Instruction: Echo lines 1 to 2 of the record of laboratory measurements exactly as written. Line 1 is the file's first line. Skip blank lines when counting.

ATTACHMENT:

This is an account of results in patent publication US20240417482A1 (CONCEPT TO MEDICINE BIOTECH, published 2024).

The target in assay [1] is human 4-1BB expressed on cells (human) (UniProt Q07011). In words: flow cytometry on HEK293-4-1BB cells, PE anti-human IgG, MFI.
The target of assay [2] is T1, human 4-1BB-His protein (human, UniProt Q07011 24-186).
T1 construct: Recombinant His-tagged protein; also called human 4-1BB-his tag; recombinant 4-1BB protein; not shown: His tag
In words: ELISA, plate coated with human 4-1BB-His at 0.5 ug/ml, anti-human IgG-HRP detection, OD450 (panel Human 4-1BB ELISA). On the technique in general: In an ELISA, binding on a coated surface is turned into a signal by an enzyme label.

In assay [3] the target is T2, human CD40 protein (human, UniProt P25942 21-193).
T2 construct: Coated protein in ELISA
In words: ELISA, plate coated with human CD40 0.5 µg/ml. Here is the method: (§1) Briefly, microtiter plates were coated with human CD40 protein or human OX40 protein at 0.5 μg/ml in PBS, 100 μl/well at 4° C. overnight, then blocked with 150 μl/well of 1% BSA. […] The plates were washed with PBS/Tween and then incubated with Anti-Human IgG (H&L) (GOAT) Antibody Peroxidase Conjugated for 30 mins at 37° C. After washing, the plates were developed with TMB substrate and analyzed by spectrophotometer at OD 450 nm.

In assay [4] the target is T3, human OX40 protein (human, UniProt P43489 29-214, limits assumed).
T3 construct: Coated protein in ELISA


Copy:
This is an account of results in patent publication US20240417482A1 (CONCEPT TO MEDICINE BIOTECH, published 2024).

The target in assay [1] is human 4-1BB expressed on cells (human) (UniProt Q07011). In words: flow cytometry on HEK293-4-1BB cells, PE anti-human IgG, MFI.